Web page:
Hip dysplasia commonly affects canine hip joints, especially those of large-breed dogs, resulting in pain, discomfort, and reduced mobility. Understanding this skeletal condition can help you ensure your dog remains comfortable and active. Read our Family Veterinary Care of Oakdale team’s guide to learn about this disorder’s causes and signs, your pup’s treatment options, and how you can help reduce their hip dysplasia risk. 

What is hip dysplasia in dogs?

Although any dog can develop hip dysplasia, the condition is a common skeletal disorder that primarily affects large- and giant-breed dogs. The condition causes abnormal hip development, resulting in an improper fit between the joint’s ball and socket. Over time, this misalignment leads to joint deterioration, resulting in pain and reduced mobility.

What causes hip dysplasia in dogs?

Canine hip dysplasia can develop as a result of many influences. However, the disorder may be the result of one or more of these factors:

  • Genetics — Hip dysplasia can be genetic, appearing more often in certain breeds such as Great Danes, Saint Bernards, Labrador retrievers, and German shepherd dogs. A pup whose parents had hip dysplasia is genetically predisposed to inheriting the condition.
  • Growth rate — Rapid growth during the puppy stage can put stress on the developing joints, increasing a dog’s hip dysplasia risk. An overabundance of food and improper nutrition can exacerbate this risk.
  • Weight — Excessive weight places additional strain on the hips, increasing hip dysplasia’s likelihood. Obesity can worsen the condition, leading to more severe symptoms.

What are hip dysplasia signs in dogs?

Being able to recognize hip dysplasia’s signs is essential for early detection and intervention. Common hip dysplasia signs include:

  • Difficulty rising or limping — A dog with hip dysplasia may struggle to get up, or might walk with a limp, which worsens after resting or exercising.
  • Decreased activity — If your once-energetic dog becomes less active or avoids physical activities they once enjoyed, they may be experiencing joint pain caused by hip dysplasia.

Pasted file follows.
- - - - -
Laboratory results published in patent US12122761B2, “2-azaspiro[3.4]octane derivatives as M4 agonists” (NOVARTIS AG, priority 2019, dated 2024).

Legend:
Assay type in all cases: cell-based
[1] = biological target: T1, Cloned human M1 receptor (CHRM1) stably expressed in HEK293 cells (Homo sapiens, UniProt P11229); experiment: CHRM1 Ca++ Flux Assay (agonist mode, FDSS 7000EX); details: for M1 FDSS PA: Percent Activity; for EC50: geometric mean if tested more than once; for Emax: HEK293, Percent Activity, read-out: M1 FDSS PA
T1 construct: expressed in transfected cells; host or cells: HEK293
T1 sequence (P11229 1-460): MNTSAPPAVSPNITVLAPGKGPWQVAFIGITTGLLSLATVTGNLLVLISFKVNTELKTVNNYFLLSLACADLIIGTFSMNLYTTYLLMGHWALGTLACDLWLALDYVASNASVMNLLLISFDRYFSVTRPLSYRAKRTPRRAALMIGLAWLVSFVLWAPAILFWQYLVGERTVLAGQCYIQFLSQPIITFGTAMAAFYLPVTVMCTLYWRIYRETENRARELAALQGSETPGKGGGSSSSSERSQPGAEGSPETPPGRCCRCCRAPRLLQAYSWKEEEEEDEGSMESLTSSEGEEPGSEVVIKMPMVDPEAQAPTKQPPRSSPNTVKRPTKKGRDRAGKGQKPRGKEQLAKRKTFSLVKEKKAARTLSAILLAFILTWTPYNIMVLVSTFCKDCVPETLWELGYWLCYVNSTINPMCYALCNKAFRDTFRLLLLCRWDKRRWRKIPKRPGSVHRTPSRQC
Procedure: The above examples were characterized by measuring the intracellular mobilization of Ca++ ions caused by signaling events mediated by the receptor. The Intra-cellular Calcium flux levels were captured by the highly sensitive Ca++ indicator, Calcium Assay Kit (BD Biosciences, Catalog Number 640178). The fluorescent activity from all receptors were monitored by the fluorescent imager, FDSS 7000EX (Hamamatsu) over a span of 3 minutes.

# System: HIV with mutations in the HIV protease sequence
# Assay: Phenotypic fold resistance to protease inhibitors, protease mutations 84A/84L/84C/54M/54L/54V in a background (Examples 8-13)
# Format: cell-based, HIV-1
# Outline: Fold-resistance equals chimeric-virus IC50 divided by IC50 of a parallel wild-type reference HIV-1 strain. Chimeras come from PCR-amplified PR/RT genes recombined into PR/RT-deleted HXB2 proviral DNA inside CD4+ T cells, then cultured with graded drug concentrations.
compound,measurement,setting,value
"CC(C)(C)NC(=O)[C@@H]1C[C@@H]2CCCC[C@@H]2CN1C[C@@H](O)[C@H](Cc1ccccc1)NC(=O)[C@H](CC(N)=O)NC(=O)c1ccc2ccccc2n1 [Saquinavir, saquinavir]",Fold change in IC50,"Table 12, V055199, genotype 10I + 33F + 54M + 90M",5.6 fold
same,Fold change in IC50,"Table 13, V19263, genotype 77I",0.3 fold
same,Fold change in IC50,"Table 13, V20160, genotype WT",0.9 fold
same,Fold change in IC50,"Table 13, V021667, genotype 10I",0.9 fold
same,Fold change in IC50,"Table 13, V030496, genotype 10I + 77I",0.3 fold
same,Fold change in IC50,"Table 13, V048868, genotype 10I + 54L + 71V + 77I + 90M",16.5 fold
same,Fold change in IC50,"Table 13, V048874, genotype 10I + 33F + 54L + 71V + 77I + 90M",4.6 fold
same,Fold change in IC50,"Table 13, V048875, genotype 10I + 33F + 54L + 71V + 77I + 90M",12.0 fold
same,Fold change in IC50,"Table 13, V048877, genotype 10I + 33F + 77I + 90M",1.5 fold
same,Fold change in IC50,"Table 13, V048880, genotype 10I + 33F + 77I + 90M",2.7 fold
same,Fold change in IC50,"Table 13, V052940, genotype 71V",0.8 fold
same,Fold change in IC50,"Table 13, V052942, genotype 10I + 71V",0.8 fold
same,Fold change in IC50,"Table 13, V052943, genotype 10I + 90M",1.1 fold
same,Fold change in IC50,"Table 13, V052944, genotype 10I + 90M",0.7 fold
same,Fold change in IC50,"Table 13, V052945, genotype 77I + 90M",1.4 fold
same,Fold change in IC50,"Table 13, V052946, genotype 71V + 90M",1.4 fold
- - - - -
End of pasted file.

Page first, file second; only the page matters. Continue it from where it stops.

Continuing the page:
• Stiffness and pain — Dogs with hip dysplasia may exhibit stiffness in their hind legs and show pain signs when their hips are touched or manipulated.
  • Bunny hopping — Rather than using both hind legs simultaneously while running, dogs with hip dysplasia may engage in a hopping motion.

How is hip dysplasia treated in dogs?

If you suspect your dog has hip dysplasia, contact our Family Veterinary Care of Oakdale team so we can perform your pup’s thorough examination. To diagnose this disorder, our team typically does a physical examination, takes X-rays and in some cases, additional advanced images, and performs joint palpation techniques. Once we definitively diagnose that your canine companion has hip dysplasia, our team may recommend the following treatment options:

  • Weight management — Maintaining a healthy weight is crucial for dogs with hip dysplasia. Weight reduction can alleviate joint strain, relieve pain, and slow the condition’s progression.
  • Medications — Nonsteroidal anti-inflammatory drugs (NSAIDs) can help manage your pooch’s hip dysplasia pain and inflammation. However, you should only administer these medications to your dog under veterinary supervision.
  • Physical therapy and exercise — Controlled exercise and physical therapy can strengthen the damaged joint’s surrounding muscles, improve range of motion, and provide pain relief. Our team can tailor an exercise plan to your pet’s unique needs. 
  • Surgery — In severe dysplasia cases, surgical procedures, such as total hip replacement, femoral head ostectomy, or joint denervation, may be necessary to restore joint function and relieve pain.

Can hip dysplasia be prevented in dogs?

While hip dysplasia cannot be completely prevented, especially if your dog is genetically predisposed to the condition, you can manage their signs effectively and take precautions to reduce their likelihood of developing the disorder. To support your dog’s joint health, follow these lifestyle and environmental strategies: 

  • Keep your dog at a healthy weight — Obesity exacerbates hip dysplasia and can accelerate joint deterioration. Feed your dog a balanced diet and engage them in regular exercise to maintain their healthy weight.
  • Administer joint supplements — We commonly recommend joint supplements that contain glucosamine and chondroitin sulfate to reduce inflammation and pain, improve joint function, and slow damage progression. Supplements can also help preserve health in undamaged joints.
  • Exercise your pet —  Regular exercise can help strengthen the muscles surrounding your dog’s hip joints. 
  • Provide a comfortable living environment — Provide your canine companion with a comfortable and supportive sleeping area, such as an orthopedic dog bed, and prevent them from performing activities that excessively strain their hips, such as jumping or running on hard surfaces.

By understanding hip dysplasia’ causes, signs, and treatment options, you can help ensure that your dog enjoys a comfortable quality of life. Early detection and proactive management are key to mitigating this disorder’s impact. Contact our Family Veterinary Care of Oakdale team to screen your large-breed puppy for hip dysplasia, or to treat and manage your dog’s condition.